Despite the hardships in the economy, membership in the AHA actually increased slightly over the past year. In our annual membership snapshot (taken on March 31 of each year), membership rose to over 15,000 members for the first time in 35 years. While this marks an important milestone, in real terms the 15,055 members marked only a modest increase (just 152 more than last year).
And beneath the changes on the surface, there was a troubling loss in the number of members in many of the higher dues-paying categories, as many faculty members and professional historians felt the effects of the economy. These losses were only offset by significant gains in the number of student members (whose memberships are subsidized by senior members). Students now comprise 28.2 percent of the membership—the highest proportion since 1996, when they accounted for 32.0 percent of the membership.
The most notable change in the profile of our membership is the continuing rise of specialists in religious history. More members selected the history of religion as field of specialization (7.7 percent in all) than any other thematic category. Religion surpassed cultural history (selected by 7.5 percent of the membership), which has been the most popular subject category among members for more than 15 years. (Cultural history eclipsed social history as the field of choice in the mid-1990s.)
Members specializing in the history of religion were working in most of the geographic categories, but the highest proportions seemed to be studying early European or recent U.S. history.
A plurality of the membership (38 percent) specializes in European history (lumping together all the different periods). This is slightly larger than U.S. history, which accounts for another 35.5 percent of the membership. In real terms, the number of specialists in both fields has been growing along with the larger membership, but more slowly than the number of historians identifying with other regions of the world. In 2000, European and U.S. historians comprised approximately 78.3 percent of the membership, where today they account for 73.5 percent.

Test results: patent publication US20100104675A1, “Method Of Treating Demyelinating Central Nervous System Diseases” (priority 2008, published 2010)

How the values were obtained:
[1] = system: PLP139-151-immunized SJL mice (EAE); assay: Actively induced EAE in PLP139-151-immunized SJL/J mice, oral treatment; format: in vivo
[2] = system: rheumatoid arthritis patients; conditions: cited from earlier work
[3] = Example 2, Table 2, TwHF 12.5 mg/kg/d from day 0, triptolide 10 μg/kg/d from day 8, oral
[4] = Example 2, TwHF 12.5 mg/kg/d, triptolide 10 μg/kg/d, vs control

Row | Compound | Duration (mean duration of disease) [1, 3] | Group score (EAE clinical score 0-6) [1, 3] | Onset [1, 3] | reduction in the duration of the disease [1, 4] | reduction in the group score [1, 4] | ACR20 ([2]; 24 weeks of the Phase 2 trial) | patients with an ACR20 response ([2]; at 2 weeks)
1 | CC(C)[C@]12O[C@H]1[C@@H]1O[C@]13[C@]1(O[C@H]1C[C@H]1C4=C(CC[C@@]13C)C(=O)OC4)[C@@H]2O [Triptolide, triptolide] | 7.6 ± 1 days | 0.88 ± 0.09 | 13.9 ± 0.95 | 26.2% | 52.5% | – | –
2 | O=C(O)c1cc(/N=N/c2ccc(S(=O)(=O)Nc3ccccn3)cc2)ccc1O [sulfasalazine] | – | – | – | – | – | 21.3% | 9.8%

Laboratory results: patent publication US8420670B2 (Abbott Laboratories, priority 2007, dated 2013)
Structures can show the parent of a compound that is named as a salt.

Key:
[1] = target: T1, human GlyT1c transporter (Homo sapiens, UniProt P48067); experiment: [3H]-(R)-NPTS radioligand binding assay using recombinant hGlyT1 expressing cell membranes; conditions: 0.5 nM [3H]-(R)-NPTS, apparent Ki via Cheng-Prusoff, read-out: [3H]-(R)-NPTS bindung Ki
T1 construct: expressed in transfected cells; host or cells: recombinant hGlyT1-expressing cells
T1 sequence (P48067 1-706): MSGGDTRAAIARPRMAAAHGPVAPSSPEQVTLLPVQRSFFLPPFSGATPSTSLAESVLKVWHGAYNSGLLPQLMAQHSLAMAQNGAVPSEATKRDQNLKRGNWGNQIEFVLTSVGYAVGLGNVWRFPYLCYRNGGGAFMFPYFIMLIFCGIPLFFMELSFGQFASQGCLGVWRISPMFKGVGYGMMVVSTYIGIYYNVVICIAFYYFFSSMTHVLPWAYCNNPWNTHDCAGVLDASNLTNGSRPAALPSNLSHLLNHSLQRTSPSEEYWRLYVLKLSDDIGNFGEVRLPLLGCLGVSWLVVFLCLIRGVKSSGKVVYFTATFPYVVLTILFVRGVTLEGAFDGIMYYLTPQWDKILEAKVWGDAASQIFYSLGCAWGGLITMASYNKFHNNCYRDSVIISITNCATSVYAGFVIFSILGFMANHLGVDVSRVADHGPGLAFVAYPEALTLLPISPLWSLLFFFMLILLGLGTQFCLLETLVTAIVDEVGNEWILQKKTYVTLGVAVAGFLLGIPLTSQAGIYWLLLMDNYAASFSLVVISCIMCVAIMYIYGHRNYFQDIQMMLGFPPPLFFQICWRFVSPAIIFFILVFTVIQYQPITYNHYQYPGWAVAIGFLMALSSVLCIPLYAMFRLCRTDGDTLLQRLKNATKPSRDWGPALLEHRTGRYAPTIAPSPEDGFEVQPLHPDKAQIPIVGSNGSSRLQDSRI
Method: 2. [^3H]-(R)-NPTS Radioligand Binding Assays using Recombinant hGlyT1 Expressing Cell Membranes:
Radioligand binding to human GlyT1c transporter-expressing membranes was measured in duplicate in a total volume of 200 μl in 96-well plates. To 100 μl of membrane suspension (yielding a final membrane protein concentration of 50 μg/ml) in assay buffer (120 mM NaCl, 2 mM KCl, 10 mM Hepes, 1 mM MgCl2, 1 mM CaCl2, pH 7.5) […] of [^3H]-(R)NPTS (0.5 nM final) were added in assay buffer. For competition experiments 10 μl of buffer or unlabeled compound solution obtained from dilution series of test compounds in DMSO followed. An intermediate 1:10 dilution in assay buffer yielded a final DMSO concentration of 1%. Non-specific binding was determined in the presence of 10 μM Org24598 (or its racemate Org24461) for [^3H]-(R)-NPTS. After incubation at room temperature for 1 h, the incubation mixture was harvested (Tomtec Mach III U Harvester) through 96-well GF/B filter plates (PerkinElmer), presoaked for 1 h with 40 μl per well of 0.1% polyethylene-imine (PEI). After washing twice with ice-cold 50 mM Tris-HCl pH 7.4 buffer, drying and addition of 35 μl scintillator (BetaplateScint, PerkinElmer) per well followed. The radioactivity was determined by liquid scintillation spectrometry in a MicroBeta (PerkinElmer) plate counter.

Specialists in Asian and Latin American history account for the largest areas of interest outside of Europe and the U.S., accounting for just a bit more than 7.6 percent of the membership each. Historians working on the Islamic World and Near East comprise another 3.5 percent of the membership, while specialists on Africa account for another 2.0 percent. The remaining 5.7 percent are specialists in various transnational fields.
Demographically the membership of the Association is more diverse than the profession in academia, but only slightly. At present, women comprise 38.1 percent of the membership, while racial and ethnic minorities account for 14.9 percent. The proportion of women and minorities in the membership has grown modestly faster than their representation among historians in academia over the past decade.
Meanwhile, the membership has become slightly more concentrated at four-year colleges and universities in recent years. In the most recent snapshot, 61 percent of the membership was affiliated at a four-year institution—up from 56 percent in 2000. This is largely due to the growing proportion of students in the membership.
California has the largest number of members (1,593), followed by New York (with 1,461). But in relative terms, members are most concentrated in Washington, D.C., followed by New England, the mid-Atlantic states, and the upper Midwest. Another 6.9 percent of the membership lives outside of the United States—down slightly from a decade ago when 7.2 percent of the membership lived outside the country.
A significant plurality of the membership earned their highest degrees since 2000, reflecting the significant generational change now taking place in the profession. Currently, 43.8 percent of the membership earned their highest degrees in the past decade. In comparison, in 1999 just 35.0 percent of the membership had earned their degree in the previous decade.
This post first appeared on AHA Today.
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